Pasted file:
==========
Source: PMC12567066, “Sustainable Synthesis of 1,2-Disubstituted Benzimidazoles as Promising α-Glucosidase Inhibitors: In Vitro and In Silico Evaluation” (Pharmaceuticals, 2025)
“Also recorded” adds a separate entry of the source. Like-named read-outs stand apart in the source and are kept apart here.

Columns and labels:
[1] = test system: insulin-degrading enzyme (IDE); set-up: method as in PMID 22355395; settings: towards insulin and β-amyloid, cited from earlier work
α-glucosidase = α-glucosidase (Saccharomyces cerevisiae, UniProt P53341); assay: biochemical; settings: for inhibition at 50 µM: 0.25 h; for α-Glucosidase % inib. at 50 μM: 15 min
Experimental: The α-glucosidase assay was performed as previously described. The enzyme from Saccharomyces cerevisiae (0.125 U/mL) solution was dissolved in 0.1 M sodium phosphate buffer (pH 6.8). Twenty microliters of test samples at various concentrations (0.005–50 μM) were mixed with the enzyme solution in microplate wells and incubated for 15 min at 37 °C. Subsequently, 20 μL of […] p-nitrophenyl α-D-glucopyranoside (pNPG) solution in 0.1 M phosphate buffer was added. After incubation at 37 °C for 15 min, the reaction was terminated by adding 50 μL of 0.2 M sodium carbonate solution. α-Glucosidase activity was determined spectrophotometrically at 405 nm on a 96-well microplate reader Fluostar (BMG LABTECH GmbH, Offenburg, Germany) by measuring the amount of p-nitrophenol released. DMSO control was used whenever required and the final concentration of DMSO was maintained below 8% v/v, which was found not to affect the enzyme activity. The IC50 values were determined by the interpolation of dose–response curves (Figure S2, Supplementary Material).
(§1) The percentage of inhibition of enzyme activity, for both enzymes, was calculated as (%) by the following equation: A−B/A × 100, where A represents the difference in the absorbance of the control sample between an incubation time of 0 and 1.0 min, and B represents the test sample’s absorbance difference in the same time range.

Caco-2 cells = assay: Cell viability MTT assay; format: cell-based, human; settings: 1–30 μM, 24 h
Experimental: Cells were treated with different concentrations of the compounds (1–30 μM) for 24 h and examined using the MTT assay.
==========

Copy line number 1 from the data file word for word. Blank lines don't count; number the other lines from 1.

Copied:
Source: PMC12567066, “Sustainable Synthesis of 1,2-Disubstituted Benzimidazoles as Promising α-Glucosidase Inhibitors: In Vitro and In Silico Evaluation” (Pharmaceuticals, 2025)